The Virginia House of Delegates passed the state’s two-year budget Thursday, sending the budget to the desk of Governor Terry McAuliffe for final approval. The budget addresses the $1.5 billion revenue shortfall by cutting spending increases and using some of the state’s rainy day fund. The budget does not include Obamacare’s Medicaid expansion. Virginia House of Delegates Speaker William J. Howell (R-Stafford) issued the following statement:
“I am very pleased that the General Assembly was able to put politics aside and pass a budget to avert a government shutdown. This is a responsible, conservative budget that closes the $1.5 billion revenue shortfall while protecting investments in some core areas like K-12 education, mental health and the state employee retirement system.
“I want to thank Majority Leader Kirk Cox, House Appropriations Committee Chairman Chris Jones, Vice Chairman Steve Landes, and Senate Finance Committee Co-Chairs Walter Stosch and Chuck Colgan, as well as the Appropriations and Finance committee staffs for expediting work on the state budget once an agreement was reached. They have demonstrated incredible professionalism and should be commended for their quick work.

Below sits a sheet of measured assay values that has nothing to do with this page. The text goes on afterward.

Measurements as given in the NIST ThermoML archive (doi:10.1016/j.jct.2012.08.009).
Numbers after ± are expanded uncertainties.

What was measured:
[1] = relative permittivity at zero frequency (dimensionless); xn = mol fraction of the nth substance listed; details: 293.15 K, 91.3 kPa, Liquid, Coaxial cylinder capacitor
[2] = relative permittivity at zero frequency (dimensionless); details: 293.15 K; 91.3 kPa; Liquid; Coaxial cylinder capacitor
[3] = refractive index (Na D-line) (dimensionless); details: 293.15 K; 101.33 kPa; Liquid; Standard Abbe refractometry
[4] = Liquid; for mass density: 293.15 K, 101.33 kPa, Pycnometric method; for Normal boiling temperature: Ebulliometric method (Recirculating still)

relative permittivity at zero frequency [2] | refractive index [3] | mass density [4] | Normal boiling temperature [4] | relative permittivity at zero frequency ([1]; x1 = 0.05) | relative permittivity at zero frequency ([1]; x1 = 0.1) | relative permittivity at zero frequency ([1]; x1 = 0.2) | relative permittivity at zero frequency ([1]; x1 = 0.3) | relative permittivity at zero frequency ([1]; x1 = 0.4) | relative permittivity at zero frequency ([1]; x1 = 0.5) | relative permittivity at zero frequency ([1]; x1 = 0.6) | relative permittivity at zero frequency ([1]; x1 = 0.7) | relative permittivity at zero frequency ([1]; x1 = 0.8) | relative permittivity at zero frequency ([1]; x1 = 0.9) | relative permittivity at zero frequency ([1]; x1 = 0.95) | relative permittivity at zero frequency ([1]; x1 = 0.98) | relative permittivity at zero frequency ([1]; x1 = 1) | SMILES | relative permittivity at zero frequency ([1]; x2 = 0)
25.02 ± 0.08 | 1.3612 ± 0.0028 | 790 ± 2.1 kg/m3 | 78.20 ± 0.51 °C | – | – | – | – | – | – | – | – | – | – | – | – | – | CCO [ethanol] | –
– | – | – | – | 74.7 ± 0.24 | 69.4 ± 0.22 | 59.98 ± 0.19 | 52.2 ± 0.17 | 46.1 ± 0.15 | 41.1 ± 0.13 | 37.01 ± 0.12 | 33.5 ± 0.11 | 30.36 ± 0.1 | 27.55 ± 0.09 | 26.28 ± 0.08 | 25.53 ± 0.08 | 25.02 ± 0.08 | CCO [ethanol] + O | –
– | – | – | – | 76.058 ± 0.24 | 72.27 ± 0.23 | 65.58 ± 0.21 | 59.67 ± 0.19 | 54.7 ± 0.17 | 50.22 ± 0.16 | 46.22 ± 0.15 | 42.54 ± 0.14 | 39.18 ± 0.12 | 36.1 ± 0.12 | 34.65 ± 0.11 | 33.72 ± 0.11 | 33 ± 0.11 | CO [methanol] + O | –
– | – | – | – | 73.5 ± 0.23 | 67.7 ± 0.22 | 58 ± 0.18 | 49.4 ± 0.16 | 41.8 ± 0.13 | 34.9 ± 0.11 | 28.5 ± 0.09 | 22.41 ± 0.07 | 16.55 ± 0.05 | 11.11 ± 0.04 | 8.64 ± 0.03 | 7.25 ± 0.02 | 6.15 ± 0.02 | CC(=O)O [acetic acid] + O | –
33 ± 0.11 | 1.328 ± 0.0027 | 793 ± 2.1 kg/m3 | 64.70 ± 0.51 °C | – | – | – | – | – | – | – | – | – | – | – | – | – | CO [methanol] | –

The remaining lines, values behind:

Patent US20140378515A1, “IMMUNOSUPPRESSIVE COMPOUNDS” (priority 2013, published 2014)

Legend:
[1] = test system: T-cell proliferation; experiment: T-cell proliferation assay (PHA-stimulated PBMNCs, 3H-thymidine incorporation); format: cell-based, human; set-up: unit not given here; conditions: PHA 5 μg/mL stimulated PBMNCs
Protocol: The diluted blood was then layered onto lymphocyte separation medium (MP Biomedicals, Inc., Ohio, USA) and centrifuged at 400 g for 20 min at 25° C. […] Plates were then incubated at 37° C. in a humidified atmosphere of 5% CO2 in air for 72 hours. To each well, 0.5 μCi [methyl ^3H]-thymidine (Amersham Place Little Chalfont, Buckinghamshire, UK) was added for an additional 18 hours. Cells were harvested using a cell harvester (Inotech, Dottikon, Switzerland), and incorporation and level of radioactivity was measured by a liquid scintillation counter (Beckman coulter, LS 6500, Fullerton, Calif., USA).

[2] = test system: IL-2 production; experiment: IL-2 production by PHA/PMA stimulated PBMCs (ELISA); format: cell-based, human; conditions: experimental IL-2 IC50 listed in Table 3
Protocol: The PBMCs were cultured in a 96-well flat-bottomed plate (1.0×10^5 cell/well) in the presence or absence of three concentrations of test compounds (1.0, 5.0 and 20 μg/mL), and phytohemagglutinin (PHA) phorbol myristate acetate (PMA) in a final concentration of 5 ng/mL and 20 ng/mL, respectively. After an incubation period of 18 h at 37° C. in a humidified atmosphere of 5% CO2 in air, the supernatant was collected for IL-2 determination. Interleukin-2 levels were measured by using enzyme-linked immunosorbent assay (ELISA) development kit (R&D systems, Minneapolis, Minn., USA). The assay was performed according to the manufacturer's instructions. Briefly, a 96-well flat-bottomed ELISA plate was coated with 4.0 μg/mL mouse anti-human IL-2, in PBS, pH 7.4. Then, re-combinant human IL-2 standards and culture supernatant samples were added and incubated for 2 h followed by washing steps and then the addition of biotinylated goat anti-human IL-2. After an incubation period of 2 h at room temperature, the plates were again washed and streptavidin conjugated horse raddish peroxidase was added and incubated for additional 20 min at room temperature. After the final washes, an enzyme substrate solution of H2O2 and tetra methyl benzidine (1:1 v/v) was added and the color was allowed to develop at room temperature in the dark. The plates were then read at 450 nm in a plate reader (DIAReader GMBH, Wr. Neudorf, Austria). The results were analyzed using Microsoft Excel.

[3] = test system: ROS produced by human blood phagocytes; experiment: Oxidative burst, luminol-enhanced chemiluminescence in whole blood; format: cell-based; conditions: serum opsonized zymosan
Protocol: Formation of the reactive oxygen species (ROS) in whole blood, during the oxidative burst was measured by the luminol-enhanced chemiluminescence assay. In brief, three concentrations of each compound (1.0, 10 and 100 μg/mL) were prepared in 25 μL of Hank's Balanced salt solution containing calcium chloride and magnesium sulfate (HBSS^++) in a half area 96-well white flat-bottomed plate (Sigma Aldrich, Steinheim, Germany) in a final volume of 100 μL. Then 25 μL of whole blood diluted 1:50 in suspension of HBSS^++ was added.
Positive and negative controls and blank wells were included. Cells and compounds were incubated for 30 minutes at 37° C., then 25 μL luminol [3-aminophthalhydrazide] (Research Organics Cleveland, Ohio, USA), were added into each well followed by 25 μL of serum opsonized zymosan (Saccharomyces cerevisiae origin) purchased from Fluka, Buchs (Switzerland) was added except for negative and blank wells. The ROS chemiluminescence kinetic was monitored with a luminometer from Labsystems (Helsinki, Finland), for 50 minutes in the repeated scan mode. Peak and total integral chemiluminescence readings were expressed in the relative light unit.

“At no point did the budget include language that would have allowed the Governor to expand Medicaid without the approval of the Medicaid Innovation and Reform Commission. However, because reports have suggested that Governor McAuliffe may try to do so, the General Assembly added an additional, clarifying section that unequivocally prohibits the expansion of Medicaid without the approval of the legislature.
“As I have said consistently throughout this process, the House of Delegates is committed to a full and fair discussion on the merits of Obamacare’s Medicaid expansion. I am deeply concerned about Medicaid expansion and what it would mean to Virginia. Our current Medicaid program is unsustainable and needs reform; Virginia cannot afford the long-term costs and cannot rely on the false promise of free federal money; and we must think very carefully about creating a new welfare entitlement for able-bodied, working adults. This is a complicated issue that is worthy of debate and I look forward to just that.”